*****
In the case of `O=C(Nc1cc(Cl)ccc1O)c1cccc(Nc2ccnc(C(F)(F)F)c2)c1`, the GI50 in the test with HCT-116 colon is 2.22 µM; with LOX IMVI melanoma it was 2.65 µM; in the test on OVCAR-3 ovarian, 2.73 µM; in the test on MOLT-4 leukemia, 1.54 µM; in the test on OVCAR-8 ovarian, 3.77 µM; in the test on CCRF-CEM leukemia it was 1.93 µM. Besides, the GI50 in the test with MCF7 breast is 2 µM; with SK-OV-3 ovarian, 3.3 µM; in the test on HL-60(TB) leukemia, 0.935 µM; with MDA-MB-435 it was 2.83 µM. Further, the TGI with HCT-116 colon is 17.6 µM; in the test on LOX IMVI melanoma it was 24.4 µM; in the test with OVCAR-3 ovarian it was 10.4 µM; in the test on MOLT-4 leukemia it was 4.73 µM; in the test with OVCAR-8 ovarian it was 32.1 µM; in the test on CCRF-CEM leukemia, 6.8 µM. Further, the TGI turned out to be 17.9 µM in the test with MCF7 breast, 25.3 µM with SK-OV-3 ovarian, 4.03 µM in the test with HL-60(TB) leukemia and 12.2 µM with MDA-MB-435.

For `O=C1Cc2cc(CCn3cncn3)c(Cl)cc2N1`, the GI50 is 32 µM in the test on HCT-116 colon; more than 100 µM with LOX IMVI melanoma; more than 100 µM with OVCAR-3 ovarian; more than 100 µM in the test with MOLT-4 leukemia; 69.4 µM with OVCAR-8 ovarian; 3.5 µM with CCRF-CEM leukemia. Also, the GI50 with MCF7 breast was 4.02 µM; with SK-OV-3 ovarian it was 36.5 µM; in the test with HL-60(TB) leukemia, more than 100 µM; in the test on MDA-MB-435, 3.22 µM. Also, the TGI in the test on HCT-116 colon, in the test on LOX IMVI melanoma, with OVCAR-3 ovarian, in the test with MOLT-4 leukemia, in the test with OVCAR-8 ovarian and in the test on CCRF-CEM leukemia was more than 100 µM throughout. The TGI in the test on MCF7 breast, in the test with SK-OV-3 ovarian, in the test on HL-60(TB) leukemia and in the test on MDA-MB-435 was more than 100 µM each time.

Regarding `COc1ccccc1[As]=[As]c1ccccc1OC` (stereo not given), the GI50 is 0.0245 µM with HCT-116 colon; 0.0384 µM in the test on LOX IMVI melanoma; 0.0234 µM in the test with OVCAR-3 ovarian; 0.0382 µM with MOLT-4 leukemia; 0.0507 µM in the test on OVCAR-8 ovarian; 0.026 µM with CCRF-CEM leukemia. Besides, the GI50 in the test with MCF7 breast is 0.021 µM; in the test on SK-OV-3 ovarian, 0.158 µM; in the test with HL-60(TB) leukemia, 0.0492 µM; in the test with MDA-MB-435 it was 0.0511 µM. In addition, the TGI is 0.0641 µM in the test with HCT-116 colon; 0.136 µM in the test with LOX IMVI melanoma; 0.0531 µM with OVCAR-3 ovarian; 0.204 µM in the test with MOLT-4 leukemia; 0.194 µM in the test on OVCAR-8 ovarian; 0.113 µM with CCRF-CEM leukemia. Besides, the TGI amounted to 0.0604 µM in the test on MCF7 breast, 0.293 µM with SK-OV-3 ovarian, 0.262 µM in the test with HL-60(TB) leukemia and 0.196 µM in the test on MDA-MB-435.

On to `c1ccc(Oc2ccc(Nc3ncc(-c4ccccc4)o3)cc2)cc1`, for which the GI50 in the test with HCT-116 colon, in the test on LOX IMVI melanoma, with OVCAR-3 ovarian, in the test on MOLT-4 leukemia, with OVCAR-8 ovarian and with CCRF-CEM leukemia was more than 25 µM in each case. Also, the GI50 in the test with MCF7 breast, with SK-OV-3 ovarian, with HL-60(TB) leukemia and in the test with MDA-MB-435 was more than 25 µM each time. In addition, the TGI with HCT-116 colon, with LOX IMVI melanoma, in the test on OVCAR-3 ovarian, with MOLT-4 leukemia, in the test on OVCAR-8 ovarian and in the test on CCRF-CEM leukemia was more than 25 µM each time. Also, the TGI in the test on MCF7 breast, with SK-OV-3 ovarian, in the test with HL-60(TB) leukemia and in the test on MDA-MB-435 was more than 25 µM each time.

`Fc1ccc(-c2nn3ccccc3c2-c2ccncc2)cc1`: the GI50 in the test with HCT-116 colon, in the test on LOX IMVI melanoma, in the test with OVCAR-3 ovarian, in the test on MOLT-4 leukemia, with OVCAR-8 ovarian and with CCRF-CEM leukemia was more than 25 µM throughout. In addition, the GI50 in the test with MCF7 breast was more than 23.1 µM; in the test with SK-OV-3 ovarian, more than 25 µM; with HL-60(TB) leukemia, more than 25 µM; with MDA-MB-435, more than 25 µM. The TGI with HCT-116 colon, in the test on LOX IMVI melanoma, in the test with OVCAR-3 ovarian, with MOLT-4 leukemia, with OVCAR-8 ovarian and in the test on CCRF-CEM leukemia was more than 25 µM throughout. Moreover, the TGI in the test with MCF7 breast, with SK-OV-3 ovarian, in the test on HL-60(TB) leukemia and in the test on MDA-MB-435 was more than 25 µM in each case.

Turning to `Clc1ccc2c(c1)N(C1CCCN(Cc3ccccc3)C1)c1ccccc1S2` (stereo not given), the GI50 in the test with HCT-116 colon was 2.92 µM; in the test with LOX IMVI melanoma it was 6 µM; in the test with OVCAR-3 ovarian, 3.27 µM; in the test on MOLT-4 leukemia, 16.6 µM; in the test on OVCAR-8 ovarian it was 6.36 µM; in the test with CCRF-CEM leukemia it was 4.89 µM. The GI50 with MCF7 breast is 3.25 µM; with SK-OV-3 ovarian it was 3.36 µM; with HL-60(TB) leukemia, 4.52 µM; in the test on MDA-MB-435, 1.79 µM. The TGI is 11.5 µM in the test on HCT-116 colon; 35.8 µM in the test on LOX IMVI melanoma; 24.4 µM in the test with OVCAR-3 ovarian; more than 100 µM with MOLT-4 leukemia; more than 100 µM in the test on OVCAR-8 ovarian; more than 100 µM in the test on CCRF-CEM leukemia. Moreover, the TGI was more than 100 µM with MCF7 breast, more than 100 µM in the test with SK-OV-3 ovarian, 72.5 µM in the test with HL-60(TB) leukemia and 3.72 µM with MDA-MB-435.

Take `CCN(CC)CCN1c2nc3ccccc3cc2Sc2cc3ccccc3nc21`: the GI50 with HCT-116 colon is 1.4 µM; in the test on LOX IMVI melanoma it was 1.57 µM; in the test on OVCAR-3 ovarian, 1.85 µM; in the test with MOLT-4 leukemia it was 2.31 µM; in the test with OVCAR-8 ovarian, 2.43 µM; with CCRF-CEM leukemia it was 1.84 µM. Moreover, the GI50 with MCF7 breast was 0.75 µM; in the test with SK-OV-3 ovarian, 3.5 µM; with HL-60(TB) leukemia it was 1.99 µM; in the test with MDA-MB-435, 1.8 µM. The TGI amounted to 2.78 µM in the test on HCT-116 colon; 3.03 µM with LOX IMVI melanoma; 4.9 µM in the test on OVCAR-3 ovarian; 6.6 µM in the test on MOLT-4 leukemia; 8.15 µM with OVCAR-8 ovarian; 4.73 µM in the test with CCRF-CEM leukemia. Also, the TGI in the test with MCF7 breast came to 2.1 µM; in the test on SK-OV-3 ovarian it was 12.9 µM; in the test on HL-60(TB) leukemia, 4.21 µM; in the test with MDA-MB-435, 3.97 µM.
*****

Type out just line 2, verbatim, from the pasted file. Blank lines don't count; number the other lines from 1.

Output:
For `O=C1Cc2cc(CCn3cncn3)c(Cl)cc2N1`, the GI50 is 32 µM in the test on HCT-116 colon; more than 100 µM with LOX IMVI melanoma; more than 100 µM with OVCAR-3 ovarian; more than 100 µM in the test with MOLT-4 leukemia; 69.4 µM with OVCAR-8 ovarian; 3.5 µM with CCRF-CEM leukemia. Also, the GI50 with MCF7 breast was 4.02 µM; with SK-OV-3 ovarian it was 36.5 µM; in the test with HL-60(TB) leukemia, more than 100 µM; in the test on MDA-MB-435, 3.22 µM. Also, the TGI in the test on HCT-116 colon, in the test on LOX IMVI melanoma, with OVCAR-3 ovarian, in the test with MOLT-4 leukemia, in the test with OVCAR-8 ovarian and in the test on CCRF-CEM leukemia was more than 100 µM throughout. The TGI in the test on MCF7 breast, in the test with SK-OV-3 ovarian, in the test on HL-60(TB) leukemia and in the test on MDA-MB-435 was more than 100 µM each time.